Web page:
Modern-day snake oil salesman.
Before a rapt audience, Al Gore flashed slides on a giant screen bearing the logos of 11 clean energy companies he predicted could help slow climate change.
“We can’t wait. . . . We have a planetary emergency,” the former vice president told industry leaders and scientists at the 2008 conference. “Here are just a few of the investments that I personally think make sense.”
Today, several of those clean tech firms are thriving, including a solar energy start-up and a Spanish utility company that has dotted rural America with hundreds of wind turbines.
Al Gore is thriving, too.
The man who was within sight of the presidency 12 years ago has transformed himself, becoming perhaps the world’s most renowned crusader on climate change and a highly successful green-tech investor.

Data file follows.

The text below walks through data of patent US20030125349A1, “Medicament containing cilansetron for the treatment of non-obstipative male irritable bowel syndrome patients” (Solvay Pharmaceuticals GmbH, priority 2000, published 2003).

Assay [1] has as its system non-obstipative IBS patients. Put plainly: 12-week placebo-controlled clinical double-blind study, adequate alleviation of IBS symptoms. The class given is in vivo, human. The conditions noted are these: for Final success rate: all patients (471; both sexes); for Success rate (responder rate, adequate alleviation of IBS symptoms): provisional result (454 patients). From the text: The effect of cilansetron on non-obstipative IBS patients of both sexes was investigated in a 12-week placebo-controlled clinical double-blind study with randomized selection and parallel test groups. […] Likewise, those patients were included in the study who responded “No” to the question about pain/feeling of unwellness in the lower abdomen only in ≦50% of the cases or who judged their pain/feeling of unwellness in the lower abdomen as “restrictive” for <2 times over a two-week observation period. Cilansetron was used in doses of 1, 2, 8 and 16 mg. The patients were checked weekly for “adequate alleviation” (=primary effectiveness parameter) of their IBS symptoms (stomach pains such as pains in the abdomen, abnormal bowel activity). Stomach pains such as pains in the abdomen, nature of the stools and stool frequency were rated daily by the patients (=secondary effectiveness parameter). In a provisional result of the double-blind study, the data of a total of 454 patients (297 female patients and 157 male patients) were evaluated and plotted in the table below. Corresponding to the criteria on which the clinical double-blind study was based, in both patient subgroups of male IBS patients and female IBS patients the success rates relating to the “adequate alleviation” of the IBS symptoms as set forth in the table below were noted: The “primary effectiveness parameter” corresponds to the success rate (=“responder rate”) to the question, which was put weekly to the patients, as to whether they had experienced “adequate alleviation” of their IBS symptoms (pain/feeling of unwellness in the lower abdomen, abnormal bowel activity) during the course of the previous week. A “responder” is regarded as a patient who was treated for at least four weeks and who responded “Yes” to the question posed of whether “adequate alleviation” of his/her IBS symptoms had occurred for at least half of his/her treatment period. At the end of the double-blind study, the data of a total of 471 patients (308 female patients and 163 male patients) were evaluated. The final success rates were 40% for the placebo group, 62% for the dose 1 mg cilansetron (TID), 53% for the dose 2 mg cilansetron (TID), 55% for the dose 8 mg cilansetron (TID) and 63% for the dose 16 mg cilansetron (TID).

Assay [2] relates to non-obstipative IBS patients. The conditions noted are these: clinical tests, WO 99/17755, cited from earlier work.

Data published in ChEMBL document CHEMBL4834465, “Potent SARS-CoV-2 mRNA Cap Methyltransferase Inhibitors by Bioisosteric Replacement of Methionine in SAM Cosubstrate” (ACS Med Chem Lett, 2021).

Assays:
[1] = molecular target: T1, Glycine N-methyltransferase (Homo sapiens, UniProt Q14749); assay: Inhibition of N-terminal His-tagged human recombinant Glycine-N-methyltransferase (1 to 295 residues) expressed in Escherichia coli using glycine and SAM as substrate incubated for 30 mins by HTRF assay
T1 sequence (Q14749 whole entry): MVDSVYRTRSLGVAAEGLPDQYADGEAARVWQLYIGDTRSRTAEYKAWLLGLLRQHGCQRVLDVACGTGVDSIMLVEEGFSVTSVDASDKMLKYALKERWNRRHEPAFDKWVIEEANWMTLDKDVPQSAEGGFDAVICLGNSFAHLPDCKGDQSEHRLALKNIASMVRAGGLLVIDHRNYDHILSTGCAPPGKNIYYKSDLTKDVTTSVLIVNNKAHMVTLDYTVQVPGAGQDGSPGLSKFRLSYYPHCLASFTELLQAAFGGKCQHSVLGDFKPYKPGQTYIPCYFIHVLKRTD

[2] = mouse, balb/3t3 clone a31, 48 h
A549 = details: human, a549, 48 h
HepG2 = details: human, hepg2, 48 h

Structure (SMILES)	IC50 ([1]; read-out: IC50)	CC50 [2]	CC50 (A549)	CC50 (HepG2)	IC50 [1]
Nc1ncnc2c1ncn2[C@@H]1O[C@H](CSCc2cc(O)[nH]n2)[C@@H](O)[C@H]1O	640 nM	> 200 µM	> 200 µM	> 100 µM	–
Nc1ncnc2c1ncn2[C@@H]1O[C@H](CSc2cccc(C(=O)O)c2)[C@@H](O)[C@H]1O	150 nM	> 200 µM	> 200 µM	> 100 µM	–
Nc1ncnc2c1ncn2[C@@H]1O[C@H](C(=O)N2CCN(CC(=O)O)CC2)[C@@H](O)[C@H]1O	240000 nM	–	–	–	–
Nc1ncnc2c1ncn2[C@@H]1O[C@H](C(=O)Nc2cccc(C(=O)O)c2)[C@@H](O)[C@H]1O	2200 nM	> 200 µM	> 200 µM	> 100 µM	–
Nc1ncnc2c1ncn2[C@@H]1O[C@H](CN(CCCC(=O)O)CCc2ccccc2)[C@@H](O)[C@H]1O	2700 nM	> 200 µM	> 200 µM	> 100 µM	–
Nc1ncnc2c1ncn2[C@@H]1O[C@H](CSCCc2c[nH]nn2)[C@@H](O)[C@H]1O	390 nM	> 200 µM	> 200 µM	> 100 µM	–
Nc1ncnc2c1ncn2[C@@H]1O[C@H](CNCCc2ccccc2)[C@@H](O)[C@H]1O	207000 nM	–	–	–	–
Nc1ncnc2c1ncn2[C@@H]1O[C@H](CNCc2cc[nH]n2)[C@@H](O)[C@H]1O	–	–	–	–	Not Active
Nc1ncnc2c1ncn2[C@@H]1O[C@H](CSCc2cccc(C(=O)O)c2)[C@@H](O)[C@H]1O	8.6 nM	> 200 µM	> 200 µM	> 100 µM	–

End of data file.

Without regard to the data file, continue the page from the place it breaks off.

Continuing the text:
Just before leaving public office in 2001, Gore reported assets of less than $2 million; today, his wealth is estimated at $100 million.
Gore charted this path by returning to his longtime passion — clean energy. He benefited from a powerful resume and a constellation of friends in the investment world and in Washington. And four years ago, his portfolio aligned smoothly with the agenda of an incoming administration and its plan to spend billions in stimulus funds on alternative energy.
The recovering politician was pushing the right cause at the perfect time.
Fourteen green-tech firms in which Gore invested received or directly benefited from more than $2.5 billion in loans, grants and tax breaks, part of President Obama’s historic push to seed a U.S. renewable-energy industry with public money.